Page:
Heart Detox Part 4 


As children, we were likely taught some form of behavioral modification. Now that we are older, we have learned to keep close tabs on our words and behavior using sophisticated filters. Unfortunately, every once in a while, our filter breaks down and we say or do something that we regret. While behavior is important, it was not Jesus’ priority when he came to earth. Jesus came to save and transform the heart. With that in mind, how is your heart?

Discussion Questions:

1.  In Proverbs 4, Solomon passes on wisdom to his son that he received from his father. What is something you were taught as a child by someone you would consider wise that you are trying to pass on to others [children or other people you care about]?

2.  People deal with anger in different ways. Some people spew and others stew. How did the home you grew up in deal with anger? How has that affected you?

3.  The scriptures talk about anger quite a bit and make clear that being angry itself is not a sin. Read Ephesians 4:26 and Matthew 21:12-13. If you are a follower of Christ, you should be angry at things that would anger Jesus. What are some examples of this kind of anger in your life? Instead of sinning, how should we respond to these things?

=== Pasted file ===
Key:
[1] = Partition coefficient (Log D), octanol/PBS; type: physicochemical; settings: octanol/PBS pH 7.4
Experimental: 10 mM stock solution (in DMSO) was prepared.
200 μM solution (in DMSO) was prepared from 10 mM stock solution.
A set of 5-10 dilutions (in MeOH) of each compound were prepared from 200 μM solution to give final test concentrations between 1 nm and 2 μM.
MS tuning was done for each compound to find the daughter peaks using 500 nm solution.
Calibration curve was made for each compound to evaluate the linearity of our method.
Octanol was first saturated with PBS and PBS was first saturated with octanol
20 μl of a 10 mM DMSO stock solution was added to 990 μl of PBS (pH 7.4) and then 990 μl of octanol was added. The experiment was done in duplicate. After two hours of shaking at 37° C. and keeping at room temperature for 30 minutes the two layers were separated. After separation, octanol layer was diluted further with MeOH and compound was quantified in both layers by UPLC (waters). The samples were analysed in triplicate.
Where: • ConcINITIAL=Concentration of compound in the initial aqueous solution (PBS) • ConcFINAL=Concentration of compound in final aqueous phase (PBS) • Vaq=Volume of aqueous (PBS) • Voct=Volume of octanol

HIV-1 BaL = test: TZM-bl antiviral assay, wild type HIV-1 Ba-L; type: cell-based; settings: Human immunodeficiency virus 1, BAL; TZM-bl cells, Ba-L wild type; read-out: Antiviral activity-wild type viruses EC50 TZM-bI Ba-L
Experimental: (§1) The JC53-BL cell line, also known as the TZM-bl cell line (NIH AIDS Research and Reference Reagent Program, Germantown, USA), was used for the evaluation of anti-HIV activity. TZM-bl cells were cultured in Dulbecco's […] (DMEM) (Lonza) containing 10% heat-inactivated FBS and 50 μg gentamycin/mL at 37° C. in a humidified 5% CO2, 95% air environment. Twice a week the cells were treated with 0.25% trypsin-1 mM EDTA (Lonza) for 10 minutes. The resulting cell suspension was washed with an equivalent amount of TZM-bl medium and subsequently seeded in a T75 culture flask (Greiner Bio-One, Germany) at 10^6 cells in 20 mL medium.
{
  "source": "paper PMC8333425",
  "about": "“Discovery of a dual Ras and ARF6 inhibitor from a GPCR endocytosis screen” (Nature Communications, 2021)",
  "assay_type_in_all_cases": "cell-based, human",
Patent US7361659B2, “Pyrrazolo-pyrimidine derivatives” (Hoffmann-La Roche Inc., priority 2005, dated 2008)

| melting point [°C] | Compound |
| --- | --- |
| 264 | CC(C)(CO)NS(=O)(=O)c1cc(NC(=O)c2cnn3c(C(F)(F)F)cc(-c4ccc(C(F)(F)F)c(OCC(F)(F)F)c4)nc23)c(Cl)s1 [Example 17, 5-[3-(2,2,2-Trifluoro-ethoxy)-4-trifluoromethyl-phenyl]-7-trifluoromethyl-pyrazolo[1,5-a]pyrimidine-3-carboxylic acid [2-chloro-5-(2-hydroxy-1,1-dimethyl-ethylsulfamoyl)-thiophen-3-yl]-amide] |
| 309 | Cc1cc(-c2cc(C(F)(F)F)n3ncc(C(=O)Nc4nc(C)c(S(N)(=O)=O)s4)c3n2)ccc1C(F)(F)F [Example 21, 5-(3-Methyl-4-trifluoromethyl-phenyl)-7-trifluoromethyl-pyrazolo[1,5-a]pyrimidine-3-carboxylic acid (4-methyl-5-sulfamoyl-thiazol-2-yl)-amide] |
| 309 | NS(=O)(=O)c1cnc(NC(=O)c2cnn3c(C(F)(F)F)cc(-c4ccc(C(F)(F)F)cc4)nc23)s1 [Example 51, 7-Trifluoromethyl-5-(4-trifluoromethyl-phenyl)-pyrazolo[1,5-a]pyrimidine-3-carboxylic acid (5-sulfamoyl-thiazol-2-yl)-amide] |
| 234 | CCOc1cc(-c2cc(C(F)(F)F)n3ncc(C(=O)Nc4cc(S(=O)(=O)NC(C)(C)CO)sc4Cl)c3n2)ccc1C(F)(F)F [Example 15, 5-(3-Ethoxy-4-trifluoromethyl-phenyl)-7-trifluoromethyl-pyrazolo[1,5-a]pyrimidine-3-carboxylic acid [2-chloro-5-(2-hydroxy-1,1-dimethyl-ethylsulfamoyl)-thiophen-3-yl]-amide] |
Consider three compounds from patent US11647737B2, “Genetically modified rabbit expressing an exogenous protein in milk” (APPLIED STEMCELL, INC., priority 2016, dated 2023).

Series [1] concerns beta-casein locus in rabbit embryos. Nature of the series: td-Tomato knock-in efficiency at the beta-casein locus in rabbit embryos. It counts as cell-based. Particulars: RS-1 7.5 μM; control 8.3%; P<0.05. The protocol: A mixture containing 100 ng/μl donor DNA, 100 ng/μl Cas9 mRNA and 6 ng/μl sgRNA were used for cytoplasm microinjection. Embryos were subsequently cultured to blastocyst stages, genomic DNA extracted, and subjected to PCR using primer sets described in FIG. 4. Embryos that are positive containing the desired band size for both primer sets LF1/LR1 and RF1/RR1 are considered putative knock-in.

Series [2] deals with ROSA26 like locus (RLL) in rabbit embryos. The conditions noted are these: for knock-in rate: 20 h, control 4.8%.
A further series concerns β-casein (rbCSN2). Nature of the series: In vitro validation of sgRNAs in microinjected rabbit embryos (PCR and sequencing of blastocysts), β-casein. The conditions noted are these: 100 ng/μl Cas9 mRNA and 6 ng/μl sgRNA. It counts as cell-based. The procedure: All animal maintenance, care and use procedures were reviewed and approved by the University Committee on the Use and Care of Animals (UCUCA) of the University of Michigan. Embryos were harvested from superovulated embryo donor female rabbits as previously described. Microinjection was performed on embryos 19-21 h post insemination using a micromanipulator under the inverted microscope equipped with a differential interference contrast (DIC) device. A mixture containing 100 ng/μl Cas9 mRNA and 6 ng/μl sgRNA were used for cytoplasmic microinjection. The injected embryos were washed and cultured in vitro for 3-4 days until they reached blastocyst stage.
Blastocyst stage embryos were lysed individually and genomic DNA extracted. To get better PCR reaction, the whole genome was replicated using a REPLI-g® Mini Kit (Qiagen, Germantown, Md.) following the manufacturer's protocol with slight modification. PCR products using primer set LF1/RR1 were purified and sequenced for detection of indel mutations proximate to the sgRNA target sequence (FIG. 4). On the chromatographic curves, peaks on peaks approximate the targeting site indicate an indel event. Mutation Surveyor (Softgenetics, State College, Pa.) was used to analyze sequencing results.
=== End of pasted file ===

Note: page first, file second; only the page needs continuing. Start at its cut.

4.  Pastor Chris asserted that the root of anger is when someone owes you. They may have taken your childhood, marriage, opportunity, reputation, dream, innocence, value, _______. Would you be transparent enough to share a time when someone took something from you, stirring anger in your heart? 

5.   Ephesians 4:32 tells us to forgive one another. In this context the word forgive means to pardon. It is when you owe something, but don’t have to pay it back. Why is pardoning someone so hard? 

6.  How is God demonstrating his love and grace to us by encouraging us to forgive others? Why is forgiveness important?  


One of the most important things we can do is remember the gracious work God has done in our life. He loved and forgave us when we didn’t deserve it. This week read through Matthew 18:21-35 and reflect on the power of forgiveness.